- Sub-Saharan Africa The rest of the region does have occasional outbreaks. Regions of note are Kenya and the Democratic Republic of the Congo.
- Hajj PilgrimageSaudi Arabia has seen some outbreaks during the pilgrimage. Proof of vaccination is required for entry into the country during this time.
In Canada, dorms, schools or other areas with long-term close contact are sites of infection. Many educational centers now require proof of meningitis vaccination for enrolling.
Meningitis vaccinations are available at all Passport Health clinics. Call or make your appointment online now to schedule your appointment today.
Simultaneous Administration With Other Vaccines
Men-C-C and 4CMenB vaccine may be administered concomitantly with routine childhood vaccines, and Men-C-ACYW vaccine may be administered concomitantly with adolescent and adult age appropriate vaccines. MenB-fHBP can be given concomitantly with quadrivalent human papillomavirus vaccine meningococcal serogroup A, C, Y, W conjugate vaccine and tetanus toxoid, reduced diphtheria toxoid and acellular pertussis vaccine adsorbed. The concomitant administration of MenB-fHBP has not been studied with other vaccines.
Men-C-ACYW-CRM can be administered with routine paediatric vaccines however, further studies are needed with regard to concomitant administration with pneumococcal 13-valent conjugate vaccine. Co-administration of Men-C-ACYW-CRM and combined tetanus toxoid, reduced diphtheria toxoid and acellular pertussis vaccine may result in a lower immune response to the pertussis antigens than when Tdap vaccine is given alone however, the clinical significance of this is unknown. Tdap vaccine given one month after Men-C-ACYW-CRM induces the strongest immunologic response to pertussis antigens.
If vaccines are to be administered concomitantly with another vaccine, a separate injection site and a different syringe must be used for each injection.
Refer to Timing of Vaccine Administration in Part 1 for additional general information.
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Flu And Pneumonia Shots
Having the flu can be dangerous for anyone. But it is extra risky for people with diabetes or other chronic health problems. Having diabetes means having more instances of high blood sugar than a person without diabetes. High blood sugar hinders your white blood cells ability to fight infections.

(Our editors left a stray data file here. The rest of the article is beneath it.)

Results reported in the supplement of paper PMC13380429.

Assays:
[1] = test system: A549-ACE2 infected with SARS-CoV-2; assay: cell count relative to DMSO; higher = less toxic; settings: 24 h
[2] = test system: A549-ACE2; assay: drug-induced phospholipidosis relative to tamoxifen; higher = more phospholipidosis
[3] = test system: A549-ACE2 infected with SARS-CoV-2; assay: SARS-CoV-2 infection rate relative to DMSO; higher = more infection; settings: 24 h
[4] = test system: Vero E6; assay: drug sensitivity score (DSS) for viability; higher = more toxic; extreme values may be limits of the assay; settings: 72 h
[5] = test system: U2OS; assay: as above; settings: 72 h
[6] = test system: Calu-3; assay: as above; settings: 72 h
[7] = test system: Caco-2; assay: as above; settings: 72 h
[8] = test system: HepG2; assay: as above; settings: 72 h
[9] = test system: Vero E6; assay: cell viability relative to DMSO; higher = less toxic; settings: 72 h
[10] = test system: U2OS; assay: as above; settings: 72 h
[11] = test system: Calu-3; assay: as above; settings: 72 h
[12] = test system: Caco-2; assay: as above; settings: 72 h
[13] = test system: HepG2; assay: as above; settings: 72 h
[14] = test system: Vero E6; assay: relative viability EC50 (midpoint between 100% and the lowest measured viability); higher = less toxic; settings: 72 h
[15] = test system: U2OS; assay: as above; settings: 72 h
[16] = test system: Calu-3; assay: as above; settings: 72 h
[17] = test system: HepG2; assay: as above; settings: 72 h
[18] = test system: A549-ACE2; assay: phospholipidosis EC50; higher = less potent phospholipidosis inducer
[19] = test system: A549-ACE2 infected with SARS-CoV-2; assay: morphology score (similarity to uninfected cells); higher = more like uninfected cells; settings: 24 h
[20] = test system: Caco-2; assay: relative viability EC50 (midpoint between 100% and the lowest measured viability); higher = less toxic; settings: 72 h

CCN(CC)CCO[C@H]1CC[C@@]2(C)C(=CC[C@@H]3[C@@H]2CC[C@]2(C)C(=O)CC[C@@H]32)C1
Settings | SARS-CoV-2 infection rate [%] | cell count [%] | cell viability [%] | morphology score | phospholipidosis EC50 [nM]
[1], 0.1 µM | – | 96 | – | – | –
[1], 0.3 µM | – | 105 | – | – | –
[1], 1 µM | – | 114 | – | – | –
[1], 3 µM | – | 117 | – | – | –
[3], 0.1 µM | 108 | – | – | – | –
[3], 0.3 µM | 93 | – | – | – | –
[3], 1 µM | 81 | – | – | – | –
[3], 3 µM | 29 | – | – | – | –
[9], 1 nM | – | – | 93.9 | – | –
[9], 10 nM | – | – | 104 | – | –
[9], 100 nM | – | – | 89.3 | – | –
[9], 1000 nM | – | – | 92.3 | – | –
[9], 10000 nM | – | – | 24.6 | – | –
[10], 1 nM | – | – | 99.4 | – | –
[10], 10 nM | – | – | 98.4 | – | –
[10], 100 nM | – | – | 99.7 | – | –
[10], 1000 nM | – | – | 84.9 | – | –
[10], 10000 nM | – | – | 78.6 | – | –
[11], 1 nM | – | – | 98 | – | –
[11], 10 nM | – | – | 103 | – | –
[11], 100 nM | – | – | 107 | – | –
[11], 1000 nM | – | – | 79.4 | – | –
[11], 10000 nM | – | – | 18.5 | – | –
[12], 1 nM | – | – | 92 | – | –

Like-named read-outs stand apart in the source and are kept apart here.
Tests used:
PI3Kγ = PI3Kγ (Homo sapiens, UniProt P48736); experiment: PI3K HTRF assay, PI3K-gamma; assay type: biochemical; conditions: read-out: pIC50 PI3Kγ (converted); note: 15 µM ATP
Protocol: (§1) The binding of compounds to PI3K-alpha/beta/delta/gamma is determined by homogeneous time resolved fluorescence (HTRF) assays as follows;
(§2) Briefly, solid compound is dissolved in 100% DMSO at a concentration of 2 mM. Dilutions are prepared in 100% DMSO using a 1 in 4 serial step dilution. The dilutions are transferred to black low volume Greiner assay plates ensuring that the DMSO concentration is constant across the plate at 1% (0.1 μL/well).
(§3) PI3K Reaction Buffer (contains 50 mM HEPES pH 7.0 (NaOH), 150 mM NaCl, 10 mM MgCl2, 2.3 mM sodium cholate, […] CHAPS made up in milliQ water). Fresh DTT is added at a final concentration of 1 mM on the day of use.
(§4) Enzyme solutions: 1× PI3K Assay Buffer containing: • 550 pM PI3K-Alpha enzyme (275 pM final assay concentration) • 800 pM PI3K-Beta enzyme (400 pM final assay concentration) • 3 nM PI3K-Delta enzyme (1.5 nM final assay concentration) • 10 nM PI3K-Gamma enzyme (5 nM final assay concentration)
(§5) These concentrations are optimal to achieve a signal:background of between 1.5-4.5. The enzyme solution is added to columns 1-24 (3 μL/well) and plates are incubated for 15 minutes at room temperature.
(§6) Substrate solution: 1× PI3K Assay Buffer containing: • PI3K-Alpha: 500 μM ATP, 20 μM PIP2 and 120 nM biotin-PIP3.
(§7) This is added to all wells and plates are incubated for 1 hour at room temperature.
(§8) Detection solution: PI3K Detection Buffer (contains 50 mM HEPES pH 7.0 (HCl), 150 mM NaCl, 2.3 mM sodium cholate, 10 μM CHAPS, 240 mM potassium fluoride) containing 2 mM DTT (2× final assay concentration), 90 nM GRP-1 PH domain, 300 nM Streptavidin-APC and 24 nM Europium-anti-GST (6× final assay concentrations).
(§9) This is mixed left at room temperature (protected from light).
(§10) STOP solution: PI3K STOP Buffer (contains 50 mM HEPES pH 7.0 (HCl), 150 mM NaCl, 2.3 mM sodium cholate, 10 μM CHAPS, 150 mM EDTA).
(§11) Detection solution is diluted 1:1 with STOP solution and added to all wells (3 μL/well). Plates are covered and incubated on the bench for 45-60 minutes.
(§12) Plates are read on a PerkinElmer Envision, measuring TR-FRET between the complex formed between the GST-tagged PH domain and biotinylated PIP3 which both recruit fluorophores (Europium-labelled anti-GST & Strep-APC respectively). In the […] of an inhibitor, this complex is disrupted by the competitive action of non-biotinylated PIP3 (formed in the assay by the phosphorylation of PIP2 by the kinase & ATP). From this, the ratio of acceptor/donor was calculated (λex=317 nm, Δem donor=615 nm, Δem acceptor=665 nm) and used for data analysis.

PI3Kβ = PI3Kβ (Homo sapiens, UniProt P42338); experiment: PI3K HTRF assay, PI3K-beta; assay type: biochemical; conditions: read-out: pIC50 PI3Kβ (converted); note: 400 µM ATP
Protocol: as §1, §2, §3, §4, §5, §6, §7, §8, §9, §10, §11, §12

Beyond people living with diabetes, flu is also extra risky for people with heart disease, smokers and those with chronic lung disease, people who have an impaired immune system , very young children, and people living in very close quarters, such as college dorms, military barracks, or nursing homes.
Administer Menb Vaccines At 16 Through 18 Years Of Age To Maximize Protection When Adolescents Are At Highest Risk
CDC recommends vaccine providers who choose to administer the MenB vaccine series give it in later adolescence. The preferred age at which to administer MenB vaccine is between 16 to 18 years. This timing maximizes the likelihood that vaccinated adolescents will have protection during the ages when they are at highest risk. Clinicians hopefully will see college-bound adolescents during a pre-college visit. If so, this visit provides an opportunity to initiate the MenB vaccine series for those who choose to receive it.
Spanish Flu Wasnt Caused By An Experimental Bacterial Meningitis Vaccine
There remains some debate about the geographical origins of the 1918 Spanish Flu. Some historiansdo think that it could have started in America, while others believe it may have started in France, the UK, or China. It is believedthat the illness became dubbed the Spanish Flu because of the comparative lack of censorship in Spanish media at the time , which meant that it was the Spanish press which initially widely circulated news about it.
According to a contemporary report in the Journal of Experimental medicine, there had been a preliminary trial and wider use of a vaccine against meningitis following an outbreak in October and November 1917. However, there is no reason to believe that this was the cause of the later flu outbreak.
Dr Donald Burke, epidemiologist and former dean of the University of Pittsburgh Graduate School of Public Health previously told Reuters: There would be no way that a meningitis vaccine could contribute to starting a flu epidemic.
He went on to explain that meningitis is a different disease that is not closely related to influenza, and is caused by a bacteria rather than a virus. He added that they are entirely different kinds of microorganisms that cause entirely different kinds of diseases.
Image courtesy of CDC, via unsplash.
Aboriginal And Torres Strait Islander Adults And Seniors
Aboriginal and Torres Strait Islander people get additional free annual influenza vaccines and pneumococcal vaccine at 50 years of age through the National Immunisation Program.
Please see your doctor for advice on what you may need.
Generally, adults wont need boosters. We recommend you talk to your doctor if you are not sure:
- if you have had all the recommended vaccines
- if may need boosters
- if someone in your care may need additional vaccines or boosters.
Please note that the National Immunisation Program does not cover adults and seniors for missed or catch-up vaccines. You can buy additional vaccines privately when you need to.
Check the National Immunisation Program schedule and talk to your doctor or immunisation provider if you have not had all the recommended childhood vaccinations.
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Shingles Vaccine And Pneumonia Vaccine
Dr. Horovitz isnt a fan of combining a shingles shot with any other type of vaccine. Ten percent of people will be really sick from a shingles shot, and their arm will really hurt, so I dont like to layer shingles vaccines, he says.
Shingles, a painful rash caused by a reactivation of the chicken pox virus, is preventable. The CDC recommends that Everyone over 50 get two doses of the shingles vaccine.